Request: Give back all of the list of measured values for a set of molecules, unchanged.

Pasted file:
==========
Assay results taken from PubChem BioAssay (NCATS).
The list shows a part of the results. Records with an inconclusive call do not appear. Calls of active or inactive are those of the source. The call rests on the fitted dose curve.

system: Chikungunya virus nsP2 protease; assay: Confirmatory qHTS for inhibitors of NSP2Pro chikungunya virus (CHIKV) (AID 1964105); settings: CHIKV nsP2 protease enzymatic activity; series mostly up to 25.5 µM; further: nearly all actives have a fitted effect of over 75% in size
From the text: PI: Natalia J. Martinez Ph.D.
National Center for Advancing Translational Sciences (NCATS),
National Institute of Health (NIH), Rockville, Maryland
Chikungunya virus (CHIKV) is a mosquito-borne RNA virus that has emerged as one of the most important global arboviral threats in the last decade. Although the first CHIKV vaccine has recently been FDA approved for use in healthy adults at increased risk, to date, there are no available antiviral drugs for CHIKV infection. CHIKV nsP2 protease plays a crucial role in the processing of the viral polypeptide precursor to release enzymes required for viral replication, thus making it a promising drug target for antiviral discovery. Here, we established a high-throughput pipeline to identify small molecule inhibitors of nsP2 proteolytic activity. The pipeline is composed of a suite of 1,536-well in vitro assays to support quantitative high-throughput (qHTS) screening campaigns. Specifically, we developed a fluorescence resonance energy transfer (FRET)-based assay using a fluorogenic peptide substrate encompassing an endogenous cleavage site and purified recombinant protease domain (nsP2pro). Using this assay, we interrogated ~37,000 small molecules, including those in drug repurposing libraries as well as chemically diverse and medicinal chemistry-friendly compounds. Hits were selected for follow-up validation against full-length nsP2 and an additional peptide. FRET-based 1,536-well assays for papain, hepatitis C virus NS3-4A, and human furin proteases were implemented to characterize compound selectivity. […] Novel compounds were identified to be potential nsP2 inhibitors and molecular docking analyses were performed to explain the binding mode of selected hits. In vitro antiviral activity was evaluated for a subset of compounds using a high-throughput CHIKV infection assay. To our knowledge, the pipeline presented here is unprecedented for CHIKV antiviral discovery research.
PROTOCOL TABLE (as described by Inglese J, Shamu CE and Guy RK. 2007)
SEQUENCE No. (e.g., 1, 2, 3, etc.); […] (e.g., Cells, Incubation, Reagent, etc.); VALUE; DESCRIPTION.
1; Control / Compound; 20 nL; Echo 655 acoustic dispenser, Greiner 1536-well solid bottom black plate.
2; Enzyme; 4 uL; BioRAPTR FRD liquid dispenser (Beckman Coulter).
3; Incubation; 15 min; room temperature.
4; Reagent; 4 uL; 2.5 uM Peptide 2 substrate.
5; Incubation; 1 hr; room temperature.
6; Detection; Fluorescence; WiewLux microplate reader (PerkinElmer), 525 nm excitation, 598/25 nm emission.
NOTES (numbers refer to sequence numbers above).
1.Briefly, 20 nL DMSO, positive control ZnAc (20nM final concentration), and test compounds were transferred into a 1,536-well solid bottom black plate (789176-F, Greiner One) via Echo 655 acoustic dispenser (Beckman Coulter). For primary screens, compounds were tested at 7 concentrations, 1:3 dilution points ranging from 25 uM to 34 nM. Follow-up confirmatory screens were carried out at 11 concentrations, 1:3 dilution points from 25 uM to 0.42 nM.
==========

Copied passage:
Assay results taken from PubChem BioAssay (NCATS).
The list shows a part of the results. Records with an inconclusive call do not appear. Calls of active or inactive are those of the source. The call rests on the fitted dose curve.

system: Chikungunya virus nsP2 protease; assay: Confirmatory qHTS for inhibitors of NSP2Pro chikungunya virus (CHIKV) (AID 1964105); settings: CHIKV nsP2 protease enzymatic activity; series mostly up to 25.5 µM; further: nearly all actives have a fitted effect of over 75% in size
From the text: PI: Natalia J. Martinez Ph.D.
National Center for Advancing Translational Sciences (NCATS),
National Institute of Health (NIH), Rockville, Maryland
Chikungunya virus (CHIKV) is a mosquito-borne RNA virus that has emerged as one of the most important global arboviral threats in the last decade. Although the first CHIKV vaccine has recently been FDA approved for use in healthy adults at increased risk, to date, there are no available antiviral drugs for CHIKV infection. CHIKV nsP2 protease plays a crucial role in the processing of the viral polypeptide precursor to release enzymes required for viral replication, thus making it a promising drug target for antiviral discovery. Here, we established a high-throughput pipeline to identify small molecule inhibitors of nsP2 proteolytic activity. The pipeline is composed of a suite of 1,536-well in vitro assays to support quantitative high-throughput (qHTS) screening campaigns. Specifically, we developed a fluorescence resonance energy transfer (FRET)-based assay using a fluorogenic peptide substrate encompassing an endogenous cleavage site and purified recombinant protease domain (nsP2pro). Using this assay, we interrogated ~37,000 small molecules, including those in drug repurposing libraries as well as chemically diverse and medicinal chemistry-friendly compounds. Hits were selected for follow-up validation against full-length nsP2 and an additional peptide. FRET-based 1,536-well assays for papain, hepatitis C virus NS3-4A, and human furin proteases were implemented to characterize compound selectivity. […] Novel compounds were identified to be potential nsP2 inhibitors and molecular docking analyses were performed to explain the binding mode of selected hits. In vitro antiviral activity was evaluated for a subset of compounds using a high-throughput CHIKV infection assay. To our knowledge, the pipeline presented here is unprecedented for CHIKV antiviral discovery research.
PROTOCOL TABLE (as described by Inglese J, Shamu CE and Guy RK. 2007)
SEQUENCE No. (e.g., 1, 2, 3, etc.); […] (e.g., Cells, Incubation, Reagent, etc.); VALUE; DESCRIPTION.
1; Control / Compound; 20 nL; Echo 655 acoustic dispenser, Greiner 1536-well solid bottom black plate.
2; Enzyme; 4 uL; BioRAPTR FRD liquid dispenser (Beckman Coulter).
3; Incubation; 15 min; room temperature.
4; Reagent; 4 uL; 2.5 uM Peptide 2 substrate.
5; Incubation; 1 hr; room temperature.
6; Detection; Fluorescence; WiewLux microplate reader (PerkinElmer), 525 nm excitation, 598/25 nm emission.
NOTES (numbers refer to sequence numbers above).
1.Briefly, 20 nL DMSO, positive control ZnAc (20nM final concentration), and test compounds were transferred into a 1,536-well solid bottom black plate (789176-F, Greiner One) via Echo 655 acoustic dispenser (Beckman Coulter). For primary screens, compounds were tested at 7 concentrations, 1:3 dilution points ranging from 25 uM to 34 nM. Follow-up confirmatory screens were carried out at 11 concentrations, 1:3 dilution points from 25 uM to 0.42 nM.